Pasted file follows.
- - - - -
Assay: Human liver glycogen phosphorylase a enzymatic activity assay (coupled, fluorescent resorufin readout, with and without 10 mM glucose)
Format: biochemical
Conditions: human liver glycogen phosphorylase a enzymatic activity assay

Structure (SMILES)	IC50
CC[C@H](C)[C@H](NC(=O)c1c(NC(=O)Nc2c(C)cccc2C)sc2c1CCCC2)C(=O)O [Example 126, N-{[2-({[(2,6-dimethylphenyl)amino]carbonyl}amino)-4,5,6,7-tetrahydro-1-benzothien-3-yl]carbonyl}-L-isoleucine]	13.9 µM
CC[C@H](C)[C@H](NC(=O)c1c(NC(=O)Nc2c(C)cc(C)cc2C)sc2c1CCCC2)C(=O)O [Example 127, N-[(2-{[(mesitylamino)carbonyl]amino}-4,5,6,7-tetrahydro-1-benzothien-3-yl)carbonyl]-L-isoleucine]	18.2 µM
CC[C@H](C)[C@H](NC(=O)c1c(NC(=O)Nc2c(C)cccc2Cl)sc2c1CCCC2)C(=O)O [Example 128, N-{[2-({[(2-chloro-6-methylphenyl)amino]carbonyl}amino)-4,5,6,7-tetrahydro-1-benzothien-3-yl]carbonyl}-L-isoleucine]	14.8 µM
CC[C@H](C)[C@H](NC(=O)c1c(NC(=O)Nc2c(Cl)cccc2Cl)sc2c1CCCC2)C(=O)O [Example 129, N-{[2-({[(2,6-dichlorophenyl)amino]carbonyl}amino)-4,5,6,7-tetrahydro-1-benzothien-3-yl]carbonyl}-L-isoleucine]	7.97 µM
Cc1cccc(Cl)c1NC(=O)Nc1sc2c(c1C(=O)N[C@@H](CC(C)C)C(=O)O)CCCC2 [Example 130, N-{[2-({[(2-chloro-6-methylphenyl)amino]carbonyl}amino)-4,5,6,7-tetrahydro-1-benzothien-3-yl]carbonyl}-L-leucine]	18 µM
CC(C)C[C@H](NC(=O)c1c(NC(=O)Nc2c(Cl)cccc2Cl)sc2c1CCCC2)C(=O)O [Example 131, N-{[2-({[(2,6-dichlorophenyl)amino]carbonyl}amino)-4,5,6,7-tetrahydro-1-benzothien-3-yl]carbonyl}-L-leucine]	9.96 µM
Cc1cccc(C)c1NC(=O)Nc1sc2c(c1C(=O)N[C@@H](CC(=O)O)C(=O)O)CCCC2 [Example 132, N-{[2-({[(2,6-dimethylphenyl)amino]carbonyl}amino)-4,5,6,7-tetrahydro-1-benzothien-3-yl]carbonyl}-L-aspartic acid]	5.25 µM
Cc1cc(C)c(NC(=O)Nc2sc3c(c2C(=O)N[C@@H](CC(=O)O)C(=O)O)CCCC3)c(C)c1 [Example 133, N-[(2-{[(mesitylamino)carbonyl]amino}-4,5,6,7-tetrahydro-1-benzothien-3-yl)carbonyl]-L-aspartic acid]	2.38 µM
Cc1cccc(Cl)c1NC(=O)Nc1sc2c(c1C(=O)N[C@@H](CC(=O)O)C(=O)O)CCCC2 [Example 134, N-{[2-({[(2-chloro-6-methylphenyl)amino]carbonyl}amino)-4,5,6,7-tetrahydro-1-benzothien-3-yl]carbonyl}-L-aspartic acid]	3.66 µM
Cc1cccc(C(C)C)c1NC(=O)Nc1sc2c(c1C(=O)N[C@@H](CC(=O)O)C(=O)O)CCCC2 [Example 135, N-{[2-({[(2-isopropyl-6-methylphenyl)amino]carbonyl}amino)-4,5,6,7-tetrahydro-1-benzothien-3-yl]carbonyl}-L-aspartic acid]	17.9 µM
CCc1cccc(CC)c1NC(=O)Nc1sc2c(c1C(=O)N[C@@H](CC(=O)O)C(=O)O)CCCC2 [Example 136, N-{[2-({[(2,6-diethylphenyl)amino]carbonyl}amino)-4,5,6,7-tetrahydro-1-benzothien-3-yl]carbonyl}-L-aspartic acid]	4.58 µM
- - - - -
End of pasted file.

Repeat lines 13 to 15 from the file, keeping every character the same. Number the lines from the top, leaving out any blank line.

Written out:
Cc1cccc(Cl)c1NC(=O)Nc1sc2c(c1C(=O)N[C@@H](CC(=O)O)C(=O)O)CCCC2 [Example 134, N-{[2-({[(2-chloro-6-methylphenyl)amino]carbonyl}amino)-4,5,6,7-tetrahydro-1-benzothien-3-yl]carbonyl}-L-aspartic acid]	3.66 µM
Cc1cccc(C(C)C)c1NC(=O)Nc1sc2c(c1C(=O)N[C@@H](CC(=O)O)C(=O)O)CCCC2 [Example 135, N-{[2-({[(2-isopropyl-6-methylphenyl)amino]carbonyl}amino)-4,5,6,7-tetrahydro-1-benzothien-3-yl]carbonyl}-L-aspartic acid]	17.9 µM
CCc1cccc(CC)c1NC(=O)Nc1sc2c(c1C(=O)N[C@@H](CC(=O)O)C(=O)O)CCCC2 [Example 136, N-{[2-({[(2,6-diethylphenyl)amino]carbonyl}amino)-4,5,6,7-tetrahydro-1-benzothien-3-yl]carbonyl}-L-aspartic acid]	4.58 µM